When we look at the main drivers of people quitting their jobs, we find out that the big majority still lists “limited career progression”, “inadequate leadership” or “not being valued and appreciated” as one of the top reasons. This is not an American phenomenon but a worldwide trend. Looking at a recent survey made by Michael Page, a top recruiting company in Switzerland- a country known for having one of the highest salaries in the world- have listed that the top reasons of people leaving the jobs are related to lack of training and development opportunities, and dissatisfaction with their leadership and management.

This leaves us with a sharp message: We need to change our paradigms about classic leadership and embrace conscious leadership for real; not only as a nice catch phrase to say at leadership meetings and fancy gatherings, but to truly get in the path of becoming a conscious leader by starting with developing our own self-awareness.

Now that I think about it, it sounds quite logical. To be able to lead others, one should be able to lead one-self first. If you cannot keep your house in order, your thoughts straight, and your principles clear- how can we expect others to do so?

And I suspect, this is the journey of our lifetime. It is not a one -time conquer, but an everyday discovery. And the same applies when leading others. The pathway to trust and to build strong long- lasting relationships requires daily work, and to develop skills that are more compassionate rather than assertive.

For example, it should be the primary goal of a conscious leader to develop the capability to help people in becoming self-aware of their own capabilities; by displaying curiosity, asking exploratory, open-ended short questions that help peoplerecognize their personal vision.

The Underrated Characteristics of the Conscious Leader

When you ask people to list the top five leadership traits, most people would come with the following keywords: influential, powerful, charismatic, confident, communicative, problem solver. However, if we aim to become conscious leaders, we need to develop other kind of traits that are not often associated to leadership.

Active Listening

Listening is the master of the skills. Unfortunately, it is as well one of the most underrated ones in leadership, especially in highly competitive environments where it seems like the louder you scream the better you are. Listening is often seen as with being quiet, introvert and receptive- traits which do not match with the typical image of strong and assertive leaders. However, active listening is a very powerful tool, that if used with enough awareness, could bring people to higher levels of understanding and unity.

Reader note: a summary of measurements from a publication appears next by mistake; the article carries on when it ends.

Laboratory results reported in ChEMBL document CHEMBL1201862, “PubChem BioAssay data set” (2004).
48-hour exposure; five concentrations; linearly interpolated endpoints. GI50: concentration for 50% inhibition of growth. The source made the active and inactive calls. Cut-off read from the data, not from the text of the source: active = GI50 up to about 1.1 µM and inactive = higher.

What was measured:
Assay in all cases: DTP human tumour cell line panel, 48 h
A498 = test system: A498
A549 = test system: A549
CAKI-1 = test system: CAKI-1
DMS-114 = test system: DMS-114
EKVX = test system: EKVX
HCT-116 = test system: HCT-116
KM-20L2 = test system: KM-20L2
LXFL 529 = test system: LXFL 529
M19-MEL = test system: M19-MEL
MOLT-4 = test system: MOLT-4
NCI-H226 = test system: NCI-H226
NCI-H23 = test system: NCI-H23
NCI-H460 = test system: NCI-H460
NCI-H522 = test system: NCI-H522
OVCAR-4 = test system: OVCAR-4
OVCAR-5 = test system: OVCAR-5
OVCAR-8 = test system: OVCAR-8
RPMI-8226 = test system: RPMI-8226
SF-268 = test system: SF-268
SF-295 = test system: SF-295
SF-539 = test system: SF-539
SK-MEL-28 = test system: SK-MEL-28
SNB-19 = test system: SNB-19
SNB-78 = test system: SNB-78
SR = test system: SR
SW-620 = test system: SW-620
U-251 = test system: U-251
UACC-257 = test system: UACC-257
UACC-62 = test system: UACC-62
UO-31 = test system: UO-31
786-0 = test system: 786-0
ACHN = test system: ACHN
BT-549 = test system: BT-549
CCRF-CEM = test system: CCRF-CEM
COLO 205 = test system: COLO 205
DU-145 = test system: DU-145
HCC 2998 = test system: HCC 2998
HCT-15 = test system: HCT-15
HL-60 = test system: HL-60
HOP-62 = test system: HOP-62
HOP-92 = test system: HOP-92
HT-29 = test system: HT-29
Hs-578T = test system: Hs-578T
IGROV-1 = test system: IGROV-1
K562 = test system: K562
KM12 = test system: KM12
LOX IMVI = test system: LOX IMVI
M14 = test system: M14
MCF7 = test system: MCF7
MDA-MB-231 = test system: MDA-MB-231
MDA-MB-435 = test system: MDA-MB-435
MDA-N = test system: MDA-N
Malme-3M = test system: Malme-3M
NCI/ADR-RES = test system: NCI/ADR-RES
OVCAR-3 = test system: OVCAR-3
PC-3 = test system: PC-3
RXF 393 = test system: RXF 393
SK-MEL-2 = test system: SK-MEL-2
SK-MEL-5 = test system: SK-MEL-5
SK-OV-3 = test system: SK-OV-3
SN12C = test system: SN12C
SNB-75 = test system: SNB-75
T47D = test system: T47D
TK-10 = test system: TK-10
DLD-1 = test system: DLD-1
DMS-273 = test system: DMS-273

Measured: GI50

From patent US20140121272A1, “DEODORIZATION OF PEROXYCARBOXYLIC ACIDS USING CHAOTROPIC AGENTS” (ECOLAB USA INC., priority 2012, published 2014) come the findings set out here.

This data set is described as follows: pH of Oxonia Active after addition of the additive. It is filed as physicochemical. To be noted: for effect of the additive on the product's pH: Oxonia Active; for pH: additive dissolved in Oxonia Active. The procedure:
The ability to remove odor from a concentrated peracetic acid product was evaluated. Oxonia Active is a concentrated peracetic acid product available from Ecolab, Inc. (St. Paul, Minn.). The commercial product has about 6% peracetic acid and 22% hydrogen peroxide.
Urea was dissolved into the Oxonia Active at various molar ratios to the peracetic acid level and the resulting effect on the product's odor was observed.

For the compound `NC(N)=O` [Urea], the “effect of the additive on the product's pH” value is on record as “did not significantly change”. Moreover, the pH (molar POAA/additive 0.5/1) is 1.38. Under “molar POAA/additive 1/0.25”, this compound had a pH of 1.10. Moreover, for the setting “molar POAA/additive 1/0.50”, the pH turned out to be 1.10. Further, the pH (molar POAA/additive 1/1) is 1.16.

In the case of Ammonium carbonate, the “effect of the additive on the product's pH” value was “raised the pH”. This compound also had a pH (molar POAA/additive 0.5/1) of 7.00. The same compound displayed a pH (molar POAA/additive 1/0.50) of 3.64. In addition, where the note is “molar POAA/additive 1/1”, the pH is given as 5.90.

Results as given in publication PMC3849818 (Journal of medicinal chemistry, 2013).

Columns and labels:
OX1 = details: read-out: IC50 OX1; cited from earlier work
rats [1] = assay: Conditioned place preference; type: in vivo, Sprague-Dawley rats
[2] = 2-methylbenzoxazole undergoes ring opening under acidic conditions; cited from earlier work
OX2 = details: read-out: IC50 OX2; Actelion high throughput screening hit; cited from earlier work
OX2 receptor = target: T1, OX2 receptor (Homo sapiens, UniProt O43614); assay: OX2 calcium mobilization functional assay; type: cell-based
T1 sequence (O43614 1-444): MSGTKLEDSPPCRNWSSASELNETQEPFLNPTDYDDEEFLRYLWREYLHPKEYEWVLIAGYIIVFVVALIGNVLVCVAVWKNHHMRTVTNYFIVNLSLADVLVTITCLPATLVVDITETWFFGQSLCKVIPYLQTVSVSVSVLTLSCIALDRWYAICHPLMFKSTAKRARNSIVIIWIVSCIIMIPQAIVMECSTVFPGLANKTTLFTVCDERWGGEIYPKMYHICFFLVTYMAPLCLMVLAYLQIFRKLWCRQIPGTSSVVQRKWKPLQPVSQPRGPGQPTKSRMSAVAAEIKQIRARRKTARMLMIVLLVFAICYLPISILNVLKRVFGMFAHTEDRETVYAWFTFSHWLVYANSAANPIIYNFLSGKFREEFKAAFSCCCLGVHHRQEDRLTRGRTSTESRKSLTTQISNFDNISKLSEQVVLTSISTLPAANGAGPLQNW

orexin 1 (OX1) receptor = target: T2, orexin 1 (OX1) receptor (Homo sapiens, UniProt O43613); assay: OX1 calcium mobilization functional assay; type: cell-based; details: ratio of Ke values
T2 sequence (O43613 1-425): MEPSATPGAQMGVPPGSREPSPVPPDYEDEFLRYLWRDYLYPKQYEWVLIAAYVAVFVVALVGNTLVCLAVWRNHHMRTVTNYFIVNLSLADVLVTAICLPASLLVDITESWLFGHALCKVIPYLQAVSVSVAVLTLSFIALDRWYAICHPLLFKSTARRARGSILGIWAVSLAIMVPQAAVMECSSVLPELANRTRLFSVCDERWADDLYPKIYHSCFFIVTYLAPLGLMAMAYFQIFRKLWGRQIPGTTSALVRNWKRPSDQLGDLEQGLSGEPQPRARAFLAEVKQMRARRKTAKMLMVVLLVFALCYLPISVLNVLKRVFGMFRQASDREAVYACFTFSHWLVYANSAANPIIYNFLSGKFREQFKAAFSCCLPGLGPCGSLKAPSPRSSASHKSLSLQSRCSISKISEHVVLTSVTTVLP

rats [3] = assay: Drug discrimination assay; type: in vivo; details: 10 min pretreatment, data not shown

In our role as leaders, it is of most importance to develop exceptional listening skills, which is the ability to be able to fully focus your attention on what the other person is saying without getting into distractions.

Research has shown that when active listening is present in the organizational culture, the levels of trust and cooperation are much higher than in organizations where employees feel that their opinions and ideas are neglected.


In a world where information flows at incredible speed rates and when the pressure to become faster at adapting changes is the norm, the art of patience seems to unfit with the desirable characteristics of a leader. However, by observing the main traits of the greatest leaders of our history, we can find in many occasions that one of the fundamental characteristics they had was developing a long standing patience.

To develop patience requires a great level of self-awareness. Patience is defined by common language as the capacity to accept and tolerate any kind of problems, and situations that do not develop as expected. It is done so without anxious feelings and therefore you remain emotionally stable. Leaders that show greater levels of patience are the ones that end up succeeding on long term objectives and ideals.